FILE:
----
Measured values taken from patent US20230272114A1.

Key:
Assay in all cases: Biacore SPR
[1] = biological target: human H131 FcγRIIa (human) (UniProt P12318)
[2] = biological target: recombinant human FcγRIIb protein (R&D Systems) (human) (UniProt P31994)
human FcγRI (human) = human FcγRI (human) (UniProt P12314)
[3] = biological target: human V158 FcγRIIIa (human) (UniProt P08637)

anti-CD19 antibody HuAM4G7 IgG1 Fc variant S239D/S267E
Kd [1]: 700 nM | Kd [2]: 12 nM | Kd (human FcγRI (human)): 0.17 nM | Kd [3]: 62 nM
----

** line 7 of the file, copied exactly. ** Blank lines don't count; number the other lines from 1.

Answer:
[3] = biological target: human V158 FcγRIIIa (human) (UniProt P08637)